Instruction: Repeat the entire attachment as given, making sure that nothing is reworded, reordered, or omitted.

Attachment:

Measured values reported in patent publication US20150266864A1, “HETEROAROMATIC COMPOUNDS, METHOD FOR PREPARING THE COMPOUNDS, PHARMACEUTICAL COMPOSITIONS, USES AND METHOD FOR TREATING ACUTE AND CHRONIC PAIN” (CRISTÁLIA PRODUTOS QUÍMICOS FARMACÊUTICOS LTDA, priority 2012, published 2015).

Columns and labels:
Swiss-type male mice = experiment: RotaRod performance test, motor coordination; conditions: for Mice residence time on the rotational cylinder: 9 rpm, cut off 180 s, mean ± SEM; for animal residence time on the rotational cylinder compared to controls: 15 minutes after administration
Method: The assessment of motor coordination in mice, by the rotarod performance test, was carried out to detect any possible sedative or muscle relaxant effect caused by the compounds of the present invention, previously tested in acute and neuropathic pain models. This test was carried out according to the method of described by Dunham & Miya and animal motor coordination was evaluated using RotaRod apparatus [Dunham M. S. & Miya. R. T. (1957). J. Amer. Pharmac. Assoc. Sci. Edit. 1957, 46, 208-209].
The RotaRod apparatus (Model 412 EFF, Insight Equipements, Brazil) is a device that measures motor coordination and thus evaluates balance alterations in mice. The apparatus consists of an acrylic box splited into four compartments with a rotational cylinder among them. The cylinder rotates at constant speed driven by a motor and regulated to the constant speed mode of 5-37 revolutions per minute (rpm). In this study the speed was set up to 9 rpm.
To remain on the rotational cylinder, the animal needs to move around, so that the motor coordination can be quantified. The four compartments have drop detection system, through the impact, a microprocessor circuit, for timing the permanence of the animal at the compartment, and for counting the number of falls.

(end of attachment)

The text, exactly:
Measured values reported in patent publication US20150266864A1, “HETEROAROMATIC COMPOUNDS, METHOD FOR PREPARING THE COMPOUNDS, PHARMACEUTICAL COMPOSITIONS, USES AND METHOD FOR TREATING ACUTE AND CHRONIC PAIN” (CRISTÁLIA PRODUTOS QUÍMICOS FARMACÊUTICOS LTDA, priority 2012, published 2015).

Columns and labels:
Swiss-type male mice = experiment: RotaRod performance test, motor coordination; conditions: for Mice residence time on the rotational cylinder: 9 rpm, cut off 180 s, mean ± SEM; for animal residence time on the rotational cylinder compared to controls: 15 minutes after administration
Method: The assessment of motor coordination in mice, by the rotarod performance test, was carried out to detect any possible sedative or muscle relaxant effect caused by the compounds of the present invention, previously tested in acute and neuropathic pain models. This test was carried out according to the method of described by Dunham & Miya and animal motor coordination was evaluated using RotaRod apparatus [Dunham M. S. & Miya. R. T. (1957). J. Amer. Pharmac. Assoc. Sci. Edit. 1957, 46, 208-209].
The RotaRod apparatus (Model 412 EFF, Insight Equipements, Brazil) is a device that measures motor coordination and thus evaluates balance alterations in mice. The apparatus consists of an acrylic box splited into four compartments with a rotational cylinder among them. The cylinder rotates at constant speed driven by a motor and regulated to the constant speed mode of 5-37 revolutions per minute (rpm). In this study the speed was set up to 9 rpm.
To remain on the rotational cylinder, the animal needs to move around, so that the motor coordination can be quantified. The four compartments have drop detection system, through the impact, a microprocessor circuit, for timing the permanence of the animal at the compartment, and for counting the number of falls.